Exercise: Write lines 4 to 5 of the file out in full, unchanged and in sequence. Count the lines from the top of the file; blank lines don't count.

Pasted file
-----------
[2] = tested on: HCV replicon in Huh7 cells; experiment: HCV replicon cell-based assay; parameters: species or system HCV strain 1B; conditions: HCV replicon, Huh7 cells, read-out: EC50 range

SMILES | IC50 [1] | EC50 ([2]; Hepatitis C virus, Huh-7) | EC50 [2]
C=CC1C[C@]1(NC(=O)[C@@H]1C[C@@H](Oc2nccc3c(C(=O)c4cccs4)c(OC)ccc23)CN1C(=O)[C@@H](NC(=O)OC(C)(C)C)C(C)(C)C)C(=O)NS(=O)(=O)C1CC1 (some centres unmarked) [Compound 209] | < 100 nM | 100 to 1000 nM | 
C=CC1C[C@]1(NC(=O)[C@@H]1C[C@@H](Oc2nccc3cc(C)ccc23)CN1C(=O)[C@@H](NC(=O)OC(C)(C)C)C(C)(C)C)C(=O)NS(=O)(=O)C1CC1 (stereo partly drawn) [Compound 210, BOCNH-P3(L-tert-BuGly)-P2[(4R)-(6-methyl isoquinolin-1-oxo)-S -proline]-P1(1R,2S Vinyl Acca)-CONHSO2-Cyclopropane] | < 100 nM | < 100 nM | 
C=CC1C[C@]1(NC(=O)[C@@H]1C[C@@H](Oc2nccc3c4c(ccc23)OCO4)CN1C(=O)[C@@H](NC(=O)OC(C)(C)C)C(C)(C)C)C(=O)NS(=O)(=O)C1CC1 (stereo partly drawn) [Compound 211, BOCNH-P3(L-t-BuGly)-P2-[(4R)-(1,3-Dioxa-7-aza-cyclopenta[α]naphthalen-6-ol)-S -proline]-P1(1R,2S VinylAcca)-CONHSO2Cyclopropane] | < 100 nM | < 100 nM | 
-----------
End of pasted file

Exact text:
C=CC1C[C@]1(NC(=O)[C@@H]1C[C@@H](Oc2nccc3cc(C)ccc23)CN1C(=O)[C@@H](NC(=O)OC(C)(C)C)C(C)(C)C)C(=O)NS(=O)(=O)C1CC1 (stereo partly drawn) [Compound 210, BOCNH-P3(L-tert-BuGly)-P2[(4R)-(6-methyl isoquinolin-1-oxo)-S -proline]-P1(1R,2S Vinyl Acca)-CONHSO2-Cyclopropane] | < 100 nM | < 100 nM | 
C=CC1C[C@]1(NC(=O)[C@@H]1C[C@@H](Oc2nccc3c4c(ccc23)OCO4)CN1C(=O)[C@@H](NC(=O)OC(C)(C)C)C(C)(C)C)C(=O)NS(=O)(=O)C1CC1 (stereo partly drawn) [Compound 211, BOCNH-P3(L-t-BuGly)-P2-[(4R)-(1,3-Dioxa-7-aza-cyclopenta[α]naphthalen-6-ol)-S -proline]-P1(1R,2S VinylAcca)-CONHSO2Cyclopropane] | < 100 nM | < 100 nM | 